Schools of Citizenship

By Frank Prochaska.
ISBN 1903 386 19 5

Frank Prochaska’s lively, thought-provoking and immensely
readable book reminds us of the necessity of having a vigorous and
independent voluntary sector if we are to have thriving

Exploring the philanthropic movement from the 19th century to
today, he observes how groups excluded from key aspects of
mainstream life used and continue to use voluntary organisations as
a platform to voice their concerns and aspirations. This is as true
for when women had no vote as it is for ethnic minorities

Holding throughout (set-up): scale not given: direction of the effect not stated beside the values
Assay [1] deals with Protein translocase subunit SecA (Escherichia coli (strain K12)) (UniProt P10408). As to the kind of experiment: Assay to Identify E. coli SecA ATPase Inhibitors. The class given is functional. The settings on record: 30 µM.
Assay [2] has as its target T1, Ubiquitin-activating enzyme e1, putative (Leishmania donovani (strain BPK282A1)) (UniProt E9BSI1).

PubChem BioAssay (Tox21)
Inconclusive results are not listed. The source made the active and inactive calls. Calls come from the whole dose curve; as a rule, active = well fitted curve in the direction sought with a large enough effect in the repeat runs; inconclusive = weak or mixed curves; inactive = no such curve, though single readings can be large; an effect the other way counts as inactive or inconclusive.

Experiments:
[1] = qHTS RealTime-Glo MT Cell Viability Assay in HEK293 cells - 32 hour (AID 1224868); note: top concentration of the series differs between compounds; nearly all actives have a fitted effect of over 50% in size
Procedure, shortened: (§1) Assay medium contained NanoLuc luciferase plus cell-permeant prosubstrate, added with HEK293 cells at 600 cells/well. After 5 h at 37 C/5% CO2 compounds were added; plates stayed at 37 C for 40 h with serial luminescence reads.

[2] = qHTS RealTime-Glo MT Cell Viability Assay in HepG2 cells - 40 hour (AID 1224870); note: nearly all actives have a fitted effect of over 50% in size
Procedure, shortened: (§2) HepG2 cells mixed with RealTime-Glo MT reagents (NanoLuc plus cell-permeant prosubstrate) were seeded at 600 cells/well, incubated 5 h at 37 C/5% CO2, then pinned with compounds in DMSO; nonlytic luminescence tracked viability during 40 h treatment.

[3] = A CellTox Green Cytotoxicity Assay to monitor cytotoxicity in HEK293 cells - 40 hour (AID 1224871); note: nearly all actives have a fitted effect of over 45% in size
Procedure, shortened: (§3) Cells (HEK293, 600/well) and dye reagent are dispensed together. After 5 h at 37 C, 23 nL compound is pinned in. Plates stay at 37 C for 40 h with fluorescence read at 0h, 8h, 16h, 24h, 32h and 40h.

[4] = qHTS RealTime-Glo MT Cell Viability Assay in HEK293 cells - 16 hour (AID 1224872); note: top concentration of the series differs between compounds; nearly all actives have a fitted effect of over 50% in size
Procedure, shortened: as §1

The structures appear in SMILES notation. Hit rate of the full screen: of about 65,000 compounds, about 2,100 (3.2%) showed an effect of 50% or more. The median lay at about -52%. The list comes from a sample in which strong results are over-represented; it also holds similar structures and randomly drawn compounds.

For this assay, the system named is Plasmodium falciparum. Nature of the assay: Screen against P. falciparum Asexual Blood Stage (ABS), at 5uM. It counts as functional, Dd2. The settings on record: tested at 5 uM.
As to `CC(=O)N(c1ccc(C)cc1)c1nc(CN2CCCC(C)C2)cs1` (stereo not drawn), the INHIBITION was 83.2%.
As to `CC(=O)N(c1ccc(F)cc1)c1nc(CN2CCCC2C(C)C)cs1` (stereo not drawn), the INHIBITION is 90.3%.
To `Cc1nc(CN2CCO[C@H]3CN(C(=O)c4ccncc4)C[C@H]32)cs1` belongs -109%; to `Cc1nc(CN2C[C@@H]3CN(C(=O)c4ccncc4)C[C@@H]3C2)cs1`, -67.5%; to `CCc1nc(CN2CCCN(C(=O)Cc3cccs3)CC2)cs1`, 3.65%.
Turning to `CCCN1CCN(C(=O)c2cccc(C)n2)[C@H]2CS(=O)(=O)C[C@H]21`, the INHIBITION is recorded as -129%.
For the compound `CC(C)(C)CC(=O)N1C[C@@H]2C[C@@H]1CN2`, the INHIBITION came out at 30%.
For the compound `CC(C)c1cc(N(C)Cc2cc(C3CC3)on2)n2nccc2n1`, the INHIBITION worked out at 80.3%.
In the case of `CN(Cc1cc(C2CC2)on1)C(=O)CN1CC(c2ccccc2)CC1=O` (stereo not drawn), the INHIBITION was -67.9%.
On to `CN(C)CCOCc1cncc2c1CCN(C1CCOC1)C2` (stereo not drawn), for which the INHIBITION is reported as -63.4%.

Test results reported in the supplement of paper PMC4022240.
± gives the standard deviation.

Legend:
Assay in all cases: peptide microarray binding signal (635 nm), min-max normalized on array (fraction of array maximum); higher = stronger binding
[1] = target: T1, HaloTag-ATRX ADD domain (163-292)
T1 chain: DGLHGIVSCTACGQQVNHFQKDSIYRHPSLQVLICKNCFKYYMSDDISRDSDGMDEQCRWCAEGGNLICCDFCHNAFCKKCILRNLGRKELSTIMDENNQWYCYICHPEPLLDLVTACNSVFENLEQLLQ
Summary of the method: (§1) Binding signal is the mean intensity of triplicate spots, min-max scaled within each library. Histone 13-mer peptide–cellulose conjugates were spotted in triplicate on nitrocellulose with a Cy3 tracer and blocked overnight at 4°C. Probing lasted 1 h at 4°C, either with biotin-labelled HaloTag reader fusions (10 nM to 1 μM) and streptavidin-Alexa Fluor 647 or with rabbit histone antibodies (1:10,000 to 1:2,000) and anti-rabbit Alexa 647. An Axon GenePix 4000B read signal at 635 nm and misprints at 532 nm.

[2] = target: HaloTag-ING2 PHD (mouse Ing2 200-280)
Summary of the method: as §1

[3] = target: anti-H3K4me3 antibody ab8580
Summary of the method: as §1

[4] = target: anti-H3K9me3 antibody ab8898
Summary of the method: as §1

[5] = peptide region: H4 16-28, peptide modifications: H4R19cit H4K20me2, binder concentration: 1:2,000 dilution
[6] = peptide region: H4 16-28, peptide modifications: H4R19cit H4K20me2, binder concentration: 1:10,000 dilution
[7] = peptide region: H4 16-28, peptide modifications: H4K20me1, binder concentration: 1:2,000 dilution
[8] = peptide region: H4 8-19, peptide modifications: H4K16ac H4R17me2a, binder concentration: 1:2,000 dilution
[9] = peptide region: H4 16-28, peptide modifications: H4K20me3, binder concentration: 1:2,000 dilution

The view that there is little room for voluntary organisations in
the collective ideal is now changing. Although, perhaps, voluntary
organisations can never take over the role of the state, especially
on key basic needs, they are still essential, not least in their
key roles of caring for those groups that broad-based state
provision cannot reach and of being a voice critical of

Labour likes to project itself as the friend of voluntary
organisations. But the service-giving section in particular, if it
takes the government shilling, is subjected to ever more stringent
conditions, while those voicing criticism may well find they are
being spun against.

Jim Richards is director, Catholic Children’s Society

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